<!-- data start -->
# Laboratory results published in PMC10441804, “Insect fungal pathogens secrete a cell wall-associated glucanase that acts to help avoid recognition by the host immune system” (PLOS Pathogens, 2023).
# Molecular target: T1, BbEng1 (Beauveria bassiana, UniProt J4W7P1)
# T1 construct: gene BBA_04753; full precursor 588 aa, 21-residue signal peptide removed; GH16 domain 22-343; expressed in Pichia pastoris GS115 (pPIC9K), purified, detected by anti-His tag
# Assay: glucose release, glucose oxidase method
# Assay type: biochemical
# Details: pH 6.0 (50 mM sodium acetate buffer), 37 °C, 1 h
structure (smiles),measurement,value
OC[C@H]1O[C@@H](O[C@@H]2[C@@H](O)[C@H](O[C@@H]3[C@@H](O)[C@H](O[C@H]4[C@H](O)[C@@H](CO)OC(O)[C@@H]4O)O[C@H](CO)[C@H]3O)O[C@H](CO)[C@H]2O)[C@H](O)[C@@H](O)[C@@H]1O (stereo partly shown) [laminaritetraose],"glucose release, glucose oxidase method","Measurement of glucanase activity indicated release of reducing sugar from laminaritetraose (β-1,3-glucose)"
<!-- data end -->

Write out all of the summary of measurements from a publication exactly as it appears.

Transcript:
# Laboratory results published in PMC10441804, “Insect fungal pathogens secrete a cell wall-associated glucanase that acts to help avoid recognition by the host immune system” (PLOS Pathogens, 2023).
# Molecular target: T1, BbEng1 (Beauveria bassiana, UniProt J4W7P1)
# T1 construct: gene BBA_04753; full precursor 588 aa, 21-residue signal peptide removed; GH16 domain 22-343; expressed in Pichia pastoris GS115 (pPIC9K), purified, detected by anti-His tag
# Assay: glucose release, glucose oxidase method
# Assay type: biochemical
# Details: pH 6.0 (50 mM sodium acetate buffer), 37 °C, 1 h
structure (smiles),measurement,value
OC[C@H]1O[C@@H](O[C@@H]2[C@@H](O)[C@H](O[C@@H]3[C@@H](O)[C@H](O[C@H]4[C@H](O)[C@@H](CO)OC(O)[C@@H]4O)O[C@H](CO)[C@H]3O)O[C@H](CO)[C@H]2O)[C@H](O)[C@@H](O)[C@@H]1O (stereo partly shown) [laminaritetraose],"glucose release, glucose oxidase method","Measurement of glucanase activity indicated release of reducing sugar from laminaritetraose (β-1,3-glucose)"